Anyone who knows Nevada as ‘The Battle Born State’ will understand immediately that Claire Vaye Watkins’s debut story collection is about environment. The people she writes about aren’t just characters, they’re inhabitants of a landscape. Events don’t simply transpire in a convenient locale, they’re spurred by the dry heat or stimulated by the encroaching desert.
The stories in Battleborn take many forms: a sequence of yearning epistles sent to a man whose belongings were abandoned on the roadside; a heartbroken woman imagining plaques that catalogue her break-up as though it were a museum exhibit; and in one of the few stories set outside of Watkins’s home state, a genre fable about the 1849 California gold rush and its attendant ‘gold fever’.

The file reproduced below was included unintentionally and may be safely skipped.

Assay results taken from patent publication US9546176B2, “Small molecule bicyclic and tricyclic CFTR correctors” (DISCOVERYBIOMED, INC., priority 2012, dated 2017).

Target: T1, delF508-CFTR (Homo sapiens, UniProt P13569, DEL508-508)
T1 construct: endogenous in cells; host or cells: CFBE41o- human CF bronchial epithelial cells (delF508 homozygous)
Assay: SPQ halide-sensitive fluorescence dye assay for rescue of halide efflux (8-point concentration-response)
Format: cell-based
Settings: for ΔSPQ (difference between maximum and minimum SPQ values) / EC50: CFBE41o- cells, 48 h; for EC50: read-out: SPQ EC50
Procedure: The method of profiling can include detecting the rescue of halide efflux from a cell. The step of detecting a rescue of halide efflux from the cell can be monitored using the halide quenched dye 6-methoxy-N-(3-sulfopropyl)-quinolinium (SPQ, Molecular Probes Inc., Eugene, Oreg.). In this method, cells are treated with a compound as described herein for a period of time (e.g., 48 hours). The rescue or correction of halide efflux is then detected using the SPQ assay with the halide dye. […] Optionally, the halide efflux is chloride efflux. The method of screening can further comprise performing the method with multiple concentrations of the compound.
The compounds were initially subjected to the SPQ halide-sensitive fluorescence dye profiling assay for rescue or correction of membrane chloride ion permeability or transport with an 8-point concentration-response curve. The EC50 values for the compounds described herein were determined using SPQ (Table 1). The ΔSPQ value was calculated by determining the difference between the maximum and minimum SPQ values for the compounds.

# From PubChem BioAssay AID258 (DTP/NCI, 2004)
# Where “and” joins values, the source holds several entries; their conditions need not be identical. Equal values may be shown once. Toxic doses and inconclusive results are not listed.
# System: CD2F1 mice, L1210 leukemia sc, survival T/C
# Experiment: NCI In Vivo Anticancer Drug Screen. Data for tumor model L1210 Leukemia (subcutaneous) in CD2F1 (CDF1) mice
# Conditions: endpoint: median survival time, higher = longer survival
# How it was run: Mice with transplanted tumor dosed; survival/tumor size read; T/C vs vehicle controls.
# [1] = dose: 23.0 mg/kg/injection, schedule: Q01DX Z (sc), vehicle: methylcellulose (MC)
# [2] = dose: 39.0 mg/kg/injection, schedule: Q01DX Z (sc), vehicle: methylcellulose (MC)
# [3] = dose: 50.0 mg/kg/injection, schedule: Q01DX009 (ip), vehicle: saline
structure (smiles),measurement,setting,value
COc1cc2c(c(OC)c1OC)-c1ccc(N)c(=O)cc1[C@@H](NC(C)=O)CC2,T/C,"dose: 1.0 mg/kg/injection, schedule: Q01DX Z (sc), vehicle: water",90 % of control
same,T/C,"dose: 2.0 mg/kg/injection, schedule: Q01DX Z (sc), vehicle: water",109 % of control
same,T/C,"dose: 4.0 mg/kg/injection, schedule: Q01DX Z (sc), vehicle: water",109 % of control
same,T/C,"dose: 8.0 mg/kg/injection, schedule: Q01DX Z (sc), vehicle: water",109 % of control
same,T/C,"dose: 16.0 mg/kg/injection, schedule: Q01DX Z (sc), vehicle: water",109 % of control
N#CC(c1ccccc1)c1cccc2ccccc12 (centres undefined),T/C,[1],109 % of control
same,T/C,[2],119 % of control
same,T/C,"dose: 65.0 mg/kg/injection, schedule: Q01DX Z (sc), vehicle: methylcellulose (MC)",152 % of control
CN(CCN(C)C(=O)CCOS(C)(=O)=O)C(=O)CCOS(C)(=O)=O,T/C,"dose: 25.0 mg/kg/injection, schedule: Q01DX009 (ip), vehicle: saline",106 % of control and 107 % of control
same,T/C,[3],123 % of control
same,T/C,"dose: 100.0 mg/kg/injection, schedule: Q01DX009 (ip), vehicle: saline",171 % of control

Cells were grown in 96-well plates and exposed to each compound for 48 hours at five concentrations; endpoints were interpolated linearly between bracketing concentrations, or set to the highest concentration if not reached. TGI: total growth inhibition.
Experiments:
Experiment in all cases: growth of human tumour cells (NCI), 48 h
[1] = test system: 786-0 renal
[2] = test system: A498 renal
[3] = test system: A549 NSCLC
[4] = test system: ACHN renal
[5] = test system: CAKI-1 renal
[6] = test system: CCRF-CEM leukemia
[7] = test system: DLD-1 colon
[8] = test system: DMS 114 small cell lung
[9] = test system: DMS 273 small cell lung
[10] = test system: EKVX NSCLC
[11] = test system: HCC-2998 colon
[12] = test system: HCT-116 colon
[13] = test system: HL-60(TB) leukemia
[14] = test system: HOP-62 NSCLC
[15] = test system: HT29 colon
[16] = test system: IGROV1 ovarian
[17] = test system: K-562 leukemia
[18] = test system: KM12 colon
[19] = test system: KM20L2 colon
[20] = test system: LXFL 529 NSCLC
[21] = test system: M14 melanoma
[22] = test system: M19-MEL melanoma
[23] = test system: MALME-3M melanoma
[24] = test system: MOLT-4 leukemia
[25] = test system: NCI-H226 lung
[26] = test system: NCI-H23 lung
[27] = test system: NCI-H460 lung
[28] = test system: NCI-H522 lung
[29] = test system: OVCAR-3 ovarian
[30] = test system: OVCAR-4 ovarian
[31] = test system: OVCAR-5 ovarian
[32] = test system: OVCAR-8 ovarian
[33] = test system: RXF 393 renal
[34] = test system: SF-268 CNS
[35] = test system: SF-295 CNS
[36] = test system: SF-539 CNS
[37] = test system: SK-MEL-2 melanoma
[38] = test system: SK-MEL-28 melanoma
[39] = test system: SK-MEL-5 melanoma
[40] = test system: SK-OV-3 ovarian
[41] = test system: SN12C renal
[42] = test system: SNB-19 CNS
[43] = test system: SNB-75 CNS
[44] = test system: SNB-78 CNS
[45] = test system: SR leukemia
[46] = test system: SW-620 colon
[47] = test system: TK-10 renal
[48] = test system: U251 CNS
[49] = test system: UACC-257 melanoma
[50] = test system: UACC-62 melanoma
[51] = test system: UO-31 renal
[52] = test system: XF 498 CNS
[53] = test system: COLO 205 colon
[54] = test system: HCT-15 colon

Watkins also addresses what might be the elephant in the room for history buffs and/or creeps – her father’s involvement with Charles Manson – with a seemingly autobiographical story that finds a fictional Claire fending off the advances of a Hollywood producer.